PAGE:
Brown has made a recent proposal to automatically waive the application fee for low-income students, beginning with the class entering in fall 2018. This proposal was passed on April 14th, 2017. According to Admission Dean Logan Powell, the purpose of the change is to fee waivers more accessible to prospective students who need them most. (You can learn more about this change here).
Student voices from Brown’s low-income community played a vital role in spearheading this change. One of these voices came from Viet Nguyen ‘17, the outgoing student president for Brown’s University Council of Students (UCS).
Viet is a senior from Mountain View, California and is concentrating in Education Studies. Viet noted that the college application fee was an issue brought up several times, both during his involvement in UCS and in Brown’s first-gen community. The fact that most US colleges have application fees represented a larger systemic issue of how students are often excluded from higher-education institutions due to their financial backgrounds.
“The problem with these complex issues is that someone is always saying that it’s someone else’s responsibility. Universities are saying it’s about what high school people went to. Then high schools are saying it’s about what property taxes are being paid. So I wanted to look at what can we do right now that it’s in our jurisdiction right now that can change the demographics of our university.”
These efforts started with a student-written letter to the administration. The letter took on a more personal voice by focusing on the actual experiences of applying to college. The letter was signed by student governments from around ten different schools and around twelve first-gen student groups. The goal of sending the letter was to get Brown to be the first of many to make this change for low-income students.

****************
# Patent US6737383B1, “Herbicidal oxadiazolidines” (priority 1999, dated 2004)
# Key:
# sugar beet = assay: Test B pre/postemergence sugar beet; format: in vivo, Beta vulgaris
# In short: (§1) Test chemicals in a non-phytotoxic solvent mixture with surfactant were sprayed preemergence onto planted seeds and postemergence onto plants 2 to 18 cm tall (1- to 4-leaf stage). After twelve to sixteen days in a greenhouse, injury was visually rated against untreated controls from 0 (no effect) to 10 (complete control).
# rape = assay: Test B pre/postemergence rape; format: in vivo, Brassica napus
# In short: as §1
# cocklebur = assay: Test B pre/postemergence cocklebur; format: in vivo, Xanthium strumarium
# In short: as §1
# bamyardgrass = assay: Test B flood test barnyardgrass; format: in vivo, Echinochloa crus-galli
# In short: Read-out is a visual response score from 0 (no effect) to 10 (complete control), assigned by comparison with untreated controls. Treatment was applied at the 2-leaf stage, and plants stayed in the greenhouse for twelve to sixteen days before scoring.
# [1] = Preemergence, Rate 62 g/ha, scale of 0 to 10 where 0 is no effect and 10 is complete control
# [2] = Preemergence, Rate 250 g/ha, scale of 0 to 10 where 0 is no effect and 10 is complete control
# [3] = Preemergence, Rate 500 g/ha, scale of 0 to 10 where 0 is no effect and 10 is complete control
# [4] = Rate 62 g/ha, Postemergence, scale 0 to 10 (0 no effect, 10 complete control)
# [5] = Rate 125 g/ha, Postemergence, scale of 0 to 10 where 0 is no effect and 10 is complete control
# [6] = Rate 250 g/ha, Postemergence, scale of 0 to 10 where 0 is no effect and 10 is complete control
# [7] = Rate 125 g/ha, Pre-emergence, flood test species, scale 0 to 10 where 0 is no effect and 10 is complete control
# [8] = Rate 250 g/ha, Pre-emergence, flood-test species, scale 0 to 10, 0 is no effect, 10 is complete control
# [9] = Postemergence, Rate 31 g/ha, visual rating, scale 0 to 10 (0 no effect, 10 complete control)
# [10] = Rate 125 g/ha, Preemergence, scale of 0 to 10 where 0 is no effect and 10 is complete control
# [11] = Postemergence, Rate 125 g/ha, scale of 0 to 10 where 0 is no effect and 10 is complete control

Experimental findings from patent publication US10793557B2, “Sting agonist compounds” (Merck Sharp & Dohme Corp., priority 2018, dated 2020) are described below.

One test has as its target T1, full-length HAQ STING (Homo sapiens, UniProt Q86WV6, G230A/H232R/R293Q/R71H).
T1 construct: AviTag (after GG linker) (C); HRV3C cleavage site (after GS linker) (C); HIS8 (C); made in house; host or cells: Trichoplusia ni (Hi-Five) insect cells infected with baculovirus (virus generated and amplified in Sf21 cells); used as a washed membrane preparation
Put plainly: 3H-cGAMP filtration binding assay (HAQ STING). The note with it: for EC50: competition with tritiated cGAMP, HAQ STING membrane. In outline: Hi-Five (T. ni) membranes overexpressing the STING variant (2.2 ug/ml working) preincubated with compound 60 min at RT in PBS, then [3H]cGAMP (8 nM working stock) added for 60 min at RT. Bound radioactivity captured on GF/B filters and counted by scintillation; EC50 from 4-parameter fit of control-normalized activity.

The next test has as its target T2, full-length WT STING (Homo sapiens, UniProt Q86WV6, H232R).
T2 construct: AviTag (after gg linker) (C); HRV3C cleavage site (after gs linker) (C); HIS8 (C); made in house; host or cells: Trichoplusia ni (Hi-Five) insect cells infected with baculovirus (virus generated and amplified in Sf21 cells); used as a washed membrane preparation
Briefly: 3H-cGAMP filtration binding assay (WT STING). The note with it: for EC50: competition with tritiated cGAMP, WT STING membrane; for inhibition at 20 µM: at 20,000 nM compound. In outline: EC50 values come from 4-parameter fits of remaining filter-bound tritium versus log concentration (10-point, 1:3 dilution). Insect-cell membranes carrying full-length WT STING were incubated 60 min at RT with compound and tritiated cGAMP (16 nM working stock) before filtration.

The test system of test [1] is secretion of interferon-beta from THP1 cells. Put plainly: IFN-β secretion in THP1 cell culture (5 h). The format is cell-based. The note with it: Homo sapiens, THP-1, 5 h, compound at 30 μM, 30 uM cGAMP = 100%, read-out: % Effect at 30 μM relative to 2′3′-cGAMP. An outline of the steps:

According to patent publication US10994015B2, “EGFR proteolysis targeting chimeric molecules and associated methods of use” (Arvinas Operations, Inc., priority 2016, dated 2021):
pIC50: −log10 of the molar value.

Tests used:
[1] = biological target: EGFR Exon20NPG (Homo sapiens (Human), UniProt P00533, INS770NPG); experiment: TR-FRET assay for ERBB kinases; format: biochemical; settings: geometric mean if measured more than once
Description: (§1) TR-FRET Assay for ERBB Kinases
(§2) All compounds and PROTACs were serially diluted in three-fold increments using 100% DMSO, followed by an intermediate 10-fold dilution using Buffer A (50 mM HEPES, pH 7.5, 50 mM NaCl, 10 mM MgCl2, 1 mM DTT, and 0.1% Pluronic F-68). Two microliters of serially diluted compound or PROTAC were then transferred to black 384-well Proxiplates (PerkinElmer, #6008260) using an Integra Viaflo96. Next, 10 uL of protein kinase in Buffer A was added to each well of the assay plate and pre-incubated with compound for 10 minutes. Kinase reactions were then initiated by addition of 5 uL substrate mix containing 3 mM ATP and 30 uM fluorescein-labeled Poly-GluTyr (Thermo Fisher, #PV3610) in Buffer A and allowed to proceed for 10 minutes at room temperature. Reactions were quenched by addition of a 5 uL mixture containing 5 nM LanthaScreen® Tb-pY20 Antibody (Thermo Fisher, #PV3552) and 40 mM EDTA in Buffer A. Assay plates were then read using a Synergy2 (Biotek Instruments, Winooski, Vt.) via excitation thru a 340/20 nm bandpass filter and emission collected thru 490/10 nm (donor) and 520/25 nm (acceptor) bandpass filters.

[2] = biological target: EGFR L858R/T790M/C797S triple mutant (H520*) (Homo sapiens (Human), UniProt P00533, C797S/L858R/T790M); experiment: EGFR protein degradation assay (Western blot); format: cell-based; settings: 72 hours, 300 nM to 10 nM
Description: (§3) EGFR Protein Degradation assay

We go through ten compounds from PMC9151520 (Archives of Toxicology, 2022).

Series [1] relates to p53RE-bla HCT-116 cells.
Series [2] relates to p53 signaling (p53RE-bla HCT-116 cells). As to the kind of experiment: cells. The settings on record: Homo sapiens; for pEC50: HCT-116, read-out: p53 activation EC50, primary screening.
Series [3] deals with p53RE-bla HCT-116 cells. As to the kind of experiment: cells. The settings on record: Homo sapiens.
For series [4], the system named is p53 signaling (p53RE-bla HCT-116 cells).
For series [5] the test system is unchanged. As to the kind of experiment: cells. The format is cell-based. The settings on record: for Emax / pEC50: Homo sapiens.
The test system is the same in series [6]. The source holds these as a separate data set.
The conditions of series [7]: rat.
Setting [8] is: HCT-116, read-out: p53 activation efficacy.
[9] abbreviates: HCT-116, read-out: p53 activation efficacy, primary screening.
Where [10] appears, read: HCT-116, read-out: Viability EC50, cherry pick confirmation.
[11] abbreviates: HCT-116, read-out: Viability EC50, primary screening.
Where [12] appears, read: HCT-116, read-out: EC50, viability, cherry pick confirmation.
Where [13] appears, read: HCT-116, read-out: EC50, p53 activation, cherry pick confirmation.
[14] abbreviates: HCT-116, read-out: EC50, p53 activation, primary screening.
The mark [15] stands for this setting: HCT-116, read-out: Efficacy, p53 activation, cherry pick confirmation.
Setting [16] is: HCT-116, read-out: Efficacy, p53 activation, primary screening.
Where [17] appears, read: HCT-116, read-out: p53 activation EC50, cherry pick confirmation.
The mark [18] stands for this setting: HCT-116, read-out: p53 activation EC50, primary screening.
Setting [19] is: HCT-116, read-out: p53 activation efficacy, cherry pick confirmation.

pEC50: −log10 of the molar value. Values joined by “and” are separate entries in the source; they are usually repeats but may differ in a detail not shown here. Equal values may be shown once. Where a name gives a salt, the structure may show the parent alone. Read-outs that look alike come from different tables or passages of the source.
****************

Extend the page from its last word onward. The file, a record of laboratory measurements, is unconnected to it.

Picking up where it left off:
After the letter, UCS partnered with First-Gens@Brown to co-write a proposal that focused on the policy aspect of the fee waiver change. Viet collaborated with First-Gens co-president, Alexis Rodriguez to send and discuss the proposal with the Provost and Dean of Admissions. In their meeting, they discussed the most effective ways to make sure low-income students are aware of this new program.
“There’s a symbolic message we’re sending to students. That low-income students have a spot at this University, and they belong here. I think that explicitly saying that low-income students will have their fees waived shows that we want them. There’s this common misconception that low-income students have that they are a burden. Things like financial aid make them feel like ‘Oh, Brown doesn’t want to waste money on us.’ But that’s just not true. Brown gets as much value having low-income students at this University as low-income students do coming here. Even at these elite institutions, if you’re talented, if you’re smart, you have a spot. Regardless of whether you can pay a 60-dollar fee.”
As a senior graduating this month, Viet also talked about making this change happen encapsulates why he has loved going to Brown for the past four years. He explains that student-input in how the University operates has been a very empowering part of his college experience.
“I think especially here, Brown provides such a big platform for students to do great work. Students have immense say in how the university operates. We’re on every University committee, and I think that administrators know that the students have the University’s best interest at heart, and have the passion to have policies push forward. The greatest example is the open curriculum-it was started by a student, and now it’s the defining feature of Brown. I think that says a lot of how a student can change the University.”